For Charlotte Holloway, the world ended twice.
The first was when her childhood crush, Dean, fell in love—with her older sister.
The second was when the Crimson, a curse spread through eye contact, turned the majority of humanity into flesh-eating monsters.
Neither end of the world changed Charlotte. She’s still in the shadows of her siblings. Her popular older sister, Harlow, now commands forces of survivors. And her talented younger sister, Vanessa, is the Chosen One—who, legend has it, can end the curse.
When their settlement is raided by those seeking the Chosen One, Charlotte makes a reckless decision to save Vanessa: she takes her place as prisoner.
The word spreads across the seven seas—the Chosen One has been found.
But when Dean’s life is threatened and a resistance looms on the horizon, the lie keeping Charlotte alive begins to unravel. She’ll have to break free, forge new bonds, and choose her own destiny if she has any hope of saving her sisters, her love, and maybe even the world.
Because sometimes the end is just a new beginning.
I am legit stumped on how to rate this book–let’s settle with 3 1/2 stars and round up cause Goodreads still doesn’t do half stars in the year of 2020.
Like, it has its faults not gonna lie, but at the same time I devoured it? I don’t know if it was the author’s writing of the inner monologue of the MC, the romantic tension, or the colorful set of characters (found family is my kryptonite)… but it just worked for me. The only thing that didn’t “click” perfectly was the blending of dystopia/pirates/curses because to me it seemed like we were reaching for a little too much. Think on the lines of The Walking Dead set at sea, and instead of a virus think of it as a “curse”– it felt like trying to fit a wrong puzzle piece that really looks like it should work but it is not quite the right fit.
“We lived in a world that predicted our doom at least twice a week. We had shows about it; people stood on street corners, screeching about the end. We were so ready for the fall of mankind. But, when it actually came—we didn’t see it coming.”
However, the rest of the novel really worked for me! I loved getting the POV from the “middle” child who feels like she isn’t good enough because her older sister is a rock star, and her younger sister is a pro gymnast. She is the average one of the bunch. And even after the “curse” hits the world she is still the average one–her older sister ends up being an integral part of their new community, and her younger sister is the chosen one.
On top of dealing with that, Charlotte also has to deal with falling in love with her sister’s boyfriend (who is Charlotte’s best friend). I liked the change of pace. While Charlotte might not be the chosen one she is the only one paying close attention to her sister Vanessa and jotting down all the things she says when Vanessa has night terrors. Which is how Charlotte is able to fool those around her into thinking she is in fact the chosen one, and get them to do what she wants in the name of saving the world.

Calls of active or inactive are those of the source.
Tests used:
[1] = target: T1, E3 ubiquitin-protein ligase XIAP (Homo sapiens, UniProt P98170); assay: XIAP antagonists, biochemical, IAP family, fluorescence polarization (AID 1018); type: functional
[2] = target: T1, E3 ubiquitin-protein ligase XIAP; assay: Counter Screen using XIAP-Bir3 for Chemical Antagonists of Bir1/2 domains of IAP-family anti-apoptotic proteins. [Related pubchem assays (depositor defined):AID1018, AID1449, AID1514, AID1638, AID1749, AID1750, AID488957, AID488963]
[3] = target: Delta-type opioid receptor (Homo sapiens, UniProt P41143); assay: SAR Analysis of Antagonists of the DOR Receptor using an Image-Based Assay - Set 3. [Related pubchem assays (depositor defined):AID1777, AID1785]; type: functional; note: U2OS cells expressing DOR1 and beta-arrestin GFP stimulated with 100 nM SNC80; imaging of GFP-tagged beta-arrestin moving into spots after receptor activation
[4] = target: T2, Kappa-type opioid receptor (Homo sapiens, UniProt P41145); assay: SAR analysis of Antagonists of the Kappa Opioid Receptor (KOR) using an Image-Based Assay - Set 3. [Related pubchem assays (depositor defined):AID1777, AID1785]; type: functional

Is Charlotte manipulative? A little yes, though for the most part she has her reasons. And frankly, I like reading from the POV of a less than perfect MC.
I think in order to fully enjoy Unchosen you have to suspend your disbelief. Whenever something else got added to the pile of the curse, or how the world is working now, I just nodded my head and said “okay sure”. For example, there is a way to become immune to the “curse” but you can only achieve that by giving the curse to three other people (like, tag you are it but in multiples), and only if you do it within 24 hours. That seems… oddly specific. Okay fine whatever, if you say so. The cursed ones (which are referred to as “Vessels”–did not like the word choice) are actually sentient (well, some of them, and nobody knows why coughsplotcoughs) and they pass on the curse by just looking at someone (kind of like Bird Box by Sandra Bullock). They are also super strong, have a great sense of smell, are fast… exactly how can any human survive under these circumstances?
It seems rather impossible.
But I digress, let’s buy that the humans SOMEHOW are still alive (did I mention the only way to kill them is by decapitating them? SH-YEAH, they are a tiny bit OP). If I was in the middle of an OP curse like this I would also run to the sea. It makes sense as you can more easily control your environment and only stop at land when you need supplies. The idea has legs. Other aspects of the novel were predictable (who the bad guys were for example) but it didn’t take away from my enjoyment of the novel.
BUT anyways, what I really liked about Unchosen was the characters really. I loved seeing the sisterly bond between Charlotte, Harlow, and Vanessa. The romantic tension and friendship developed with another character (yes, there are two hotties, but I would not consider this a love triangle). The found family theme with Rielle, Lucia, and Thomas. The convoluted plot is something I can forgive in liu of the rest.
I think I am looking forward to Katharyn Blair’s next book.
PS; I was provided a review copy in exchange for an honest review. Thanks go to the publisher!